The documentary film by Serbian author Jelena Radenović Milestons reminds us of the legacy of the past. It is a film about monumental monuments erected in the period of socialism on the territory of former Yugoslavia. The main intent of the film was to show that true art would endure, find its way to the audience and outlive the ideological changes and political arrangements. These monuments are both the symbol of suffering and man’s fight for freedom, for a better and brighter future. About the manner of the emergence of some of the most important monuments, there is a testimony of a sculptor and professor Miodrag Živković, creator of the monument on Kadinjača, Tjentište, in Kragujevac. They are abstract constructions, deprived of ideological symbols (sickle, hammer) and cults of personality which are prevalent in monumental sculptures of other socialistic countries. Their shapes and designs are modern, even futuristic, visionary, while their technical performance is impressive. Their goal was to set aesthetical and ethical standards in newly made, post-war society. The inspirational motto of that time illustrates this intention: we build monuments, monuments build us.

An extraordinary minimalistic film Monsters. by Romanian director Marius Olteanu turns to an inner, personal struggle and re-examines the relationship between the main protagonists through their meetings with complete strangers. Skillfully built tension enables a journey through the loneliness of a human being in the post-transit country. Dana and Arthur are a married couple in the late forties and they’ve been together for almost ten years. As a couple, they enjoy the love and affection of their friends and family, and individually, the scorn. Their personal needs, convictions, life expectations, but also their inner demons, will make them confront themselves and inquire, as well as decide, is parting ways really the greatest proof of love?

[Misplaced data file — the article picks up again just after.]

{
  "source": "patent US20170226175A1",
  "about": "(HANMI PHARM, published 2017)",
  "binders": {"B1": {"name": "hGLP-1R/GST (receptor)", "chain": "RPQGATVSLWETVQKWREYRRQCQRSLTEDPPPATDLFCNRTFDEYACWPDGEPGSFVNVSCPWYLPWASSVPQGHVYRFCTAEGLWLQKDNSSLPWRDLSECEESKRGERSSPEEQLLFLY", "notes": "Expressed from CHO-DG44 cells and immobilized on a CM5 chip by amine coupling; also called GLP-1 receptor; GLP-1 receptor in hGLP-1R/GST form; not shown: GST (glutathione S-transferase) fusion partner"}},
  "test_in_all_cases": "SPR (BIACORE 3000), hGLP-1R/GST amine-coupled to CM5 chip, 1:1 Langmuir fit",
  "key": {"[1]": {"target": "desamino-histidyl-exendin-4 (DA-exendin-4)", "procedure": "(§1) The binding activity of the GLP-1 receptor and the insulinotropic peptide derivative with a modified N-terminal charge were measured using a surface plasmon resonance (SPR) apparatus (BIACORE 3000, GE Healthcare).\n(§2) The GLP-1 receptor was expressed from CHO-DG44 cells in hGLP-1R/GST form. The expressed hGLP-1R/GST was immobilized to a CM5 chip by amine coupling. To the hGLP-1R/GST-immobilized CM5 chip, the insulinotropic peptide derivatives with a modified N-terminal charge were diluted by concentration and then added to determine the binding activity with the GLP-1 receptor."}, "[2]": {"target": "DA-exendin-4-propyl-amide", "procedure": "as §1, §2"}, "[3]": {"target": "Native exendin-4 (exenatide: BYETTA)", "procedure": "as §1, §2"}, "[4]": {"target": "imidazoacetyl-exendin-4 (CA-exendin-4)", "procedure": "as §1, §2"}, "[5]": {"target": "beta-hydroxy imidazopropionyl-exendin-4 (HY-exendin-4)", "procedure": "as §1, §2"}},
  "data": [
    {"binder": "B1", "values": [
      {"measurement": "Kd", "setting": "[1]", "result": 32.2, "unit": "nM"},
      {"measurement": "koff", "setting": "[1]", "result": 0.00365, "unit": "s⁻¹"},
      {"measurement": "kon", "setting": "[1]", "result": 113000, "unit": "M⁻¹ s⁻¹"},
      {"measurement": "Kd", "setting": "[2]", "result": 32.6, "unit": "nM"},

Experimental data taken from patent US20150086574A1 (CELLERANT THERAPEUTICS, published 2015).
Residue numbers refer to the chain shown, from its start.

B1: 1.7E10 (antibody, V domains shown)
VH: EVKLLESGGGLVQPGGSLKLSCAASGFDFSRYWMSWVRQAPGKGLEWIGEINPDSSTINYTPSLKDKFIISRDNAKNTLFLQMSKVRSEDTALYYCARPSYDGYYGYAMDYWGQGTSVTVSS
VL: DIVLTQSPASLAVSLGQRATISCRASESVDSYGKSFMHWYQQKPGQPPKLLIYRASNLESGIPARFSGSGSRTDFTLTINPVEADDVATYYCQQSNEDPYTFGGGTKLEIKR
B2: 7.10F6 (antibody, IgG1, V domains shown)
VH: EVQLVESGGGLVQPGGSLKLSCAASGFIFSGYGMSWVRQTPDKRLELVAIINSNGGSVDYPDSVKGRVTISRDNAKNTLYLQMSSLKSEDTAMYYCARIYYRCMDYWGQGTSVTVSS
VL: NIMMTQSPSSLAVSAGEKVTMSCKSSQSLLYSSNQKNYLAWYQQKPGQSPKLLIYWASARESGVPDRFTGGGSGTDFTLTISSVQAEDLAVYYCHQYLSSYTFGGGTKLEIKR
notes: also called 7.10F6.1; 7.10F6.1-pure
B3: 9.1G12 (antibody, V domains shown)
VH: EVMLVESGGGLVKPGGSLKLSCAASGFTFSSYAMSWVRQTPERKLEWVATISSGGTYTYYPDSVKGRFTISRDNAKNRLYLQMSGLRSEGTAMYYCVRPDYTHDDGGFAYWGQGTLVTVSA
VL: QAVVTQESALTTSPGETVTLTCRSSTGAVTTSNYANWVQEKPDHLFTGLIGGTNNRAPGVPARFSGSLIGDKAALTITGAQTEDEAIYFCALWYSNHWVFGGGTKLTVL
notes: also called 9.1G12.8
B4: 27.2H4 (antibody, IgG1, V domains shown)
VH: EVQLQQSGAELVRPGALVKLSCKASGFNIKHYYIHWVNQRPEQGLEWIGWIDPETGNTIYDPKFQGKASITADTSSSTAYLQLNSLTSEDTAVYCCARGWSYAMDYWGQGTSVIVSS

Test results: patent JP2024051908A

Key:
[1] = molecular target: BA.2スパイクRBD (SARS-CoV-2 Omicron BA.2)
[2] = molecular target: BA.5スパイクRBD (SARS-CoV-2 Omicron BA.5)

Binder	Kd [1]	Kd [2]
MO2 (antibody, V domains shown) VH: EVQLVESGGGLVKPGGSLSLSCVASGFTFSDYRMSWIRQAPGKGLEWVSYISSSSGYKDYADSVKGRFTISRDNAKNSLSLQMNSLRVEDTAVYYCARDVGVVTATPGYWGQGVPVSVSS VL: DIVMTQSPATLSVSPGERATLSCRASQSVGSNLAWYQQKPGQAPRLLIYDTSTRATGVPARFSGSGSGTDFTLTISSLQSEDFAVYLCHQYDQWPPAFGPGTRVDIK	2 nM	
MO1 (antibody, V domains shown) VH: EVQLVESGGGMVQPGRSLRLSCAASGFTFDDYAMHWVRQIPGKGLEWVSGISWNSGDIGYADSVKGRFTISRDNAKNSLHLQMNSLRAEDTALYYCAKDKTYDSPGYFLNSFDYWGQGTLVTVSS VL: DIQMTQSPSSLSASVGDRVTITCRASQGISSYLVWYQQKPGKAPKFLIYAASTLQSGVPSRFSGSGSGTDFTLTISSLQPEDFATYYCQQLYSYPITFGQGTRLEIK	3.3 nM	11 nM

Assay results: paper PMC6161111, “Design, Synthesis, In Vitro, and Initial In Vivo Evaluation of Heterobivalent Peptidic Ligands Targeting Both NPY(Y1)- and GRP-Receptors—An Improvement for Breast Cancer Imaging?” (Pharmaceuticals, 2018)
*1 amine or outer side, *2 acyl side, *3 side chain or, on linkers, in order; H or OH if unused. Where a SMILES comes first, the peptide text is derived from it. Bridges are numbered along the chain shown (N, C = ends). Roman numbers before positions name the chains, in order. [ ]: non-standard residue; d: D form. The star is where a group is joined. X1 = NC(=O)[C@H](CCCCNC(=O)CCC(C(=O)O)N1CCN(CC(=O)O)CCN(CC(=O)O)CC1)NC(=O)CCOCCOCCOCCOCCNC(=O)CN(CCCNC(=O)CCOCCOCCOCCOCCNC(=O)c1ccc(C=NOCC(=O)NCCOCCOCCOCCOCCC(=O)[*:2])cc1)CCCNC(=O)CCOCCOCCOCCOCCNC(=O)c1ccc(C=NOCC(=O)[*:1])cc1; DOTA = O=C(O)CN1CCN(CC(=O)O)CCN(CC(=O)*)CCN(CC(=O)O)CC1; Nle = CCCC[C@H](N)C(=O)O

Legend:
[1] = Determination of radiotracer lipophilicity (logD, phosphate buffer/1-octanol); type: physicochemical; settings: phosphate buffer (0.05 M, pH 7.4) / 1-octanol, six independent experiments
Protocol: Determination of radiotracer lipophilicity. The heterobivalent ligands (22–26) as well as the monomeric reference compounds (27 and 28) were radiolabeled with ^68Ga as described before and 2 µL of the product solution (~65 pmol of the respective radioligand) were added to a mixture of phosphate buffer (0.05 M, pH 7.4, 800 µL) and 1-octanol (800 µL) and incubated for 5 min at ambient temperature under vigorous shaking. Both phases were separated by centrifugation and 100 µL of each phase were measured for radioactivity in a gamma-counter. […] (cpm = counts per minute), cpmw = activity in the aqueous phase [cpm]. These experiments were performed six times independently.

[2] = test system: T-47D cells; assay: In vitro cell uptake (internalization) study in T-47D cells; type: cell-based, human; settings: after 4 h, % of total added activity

In the documentary omnibus Palace for the People by Bulgarian directors Georgi Bogdanov and Boris Missirkov, the main protagonists are the buildings in Moscow, Sofia, Bucharest, Berlin and Belgrade that represent architectural masterpieces from the period of socialism and provide evidence about historical turnabouts in Eastern Europe in the second half of 20th century. Archive materials, interviews, modern recordings, narrative voices, and quotations build a structurally complex homage to these extraordinarily important buildings. They commemorate different political values and open the questions for different interpretations in the present. The National Palace of Culture in Sofia, Moscow State University, the Palace of Parliament in Bucharest, the Palace of Federation in Belgrade and the Palace of the Republic in Berlin are unique architectural creations, whose construction required a lot of courage and a little bit of lunacy and whose goal was to remind the people of both an ultimate power and a brighter future. Each one of them has a unique characteristic of its own: whether it is the tallest, the biggest, has the largest clock on Earth or the most advanced technology of its time. These buildings were the most grandiose ventures at a time when collective good was the policy of the central government. Now that socialism has perished, authors look back at them and reveal their secrets.

Films from the selection Horizons of Balkan invite us to recollections and confrontations. To old turmoil and to those we hope won’t come. They remind us of the scars of generations that fought for their ideals and ask us, what is our fight?

Welcome to the Free Zone!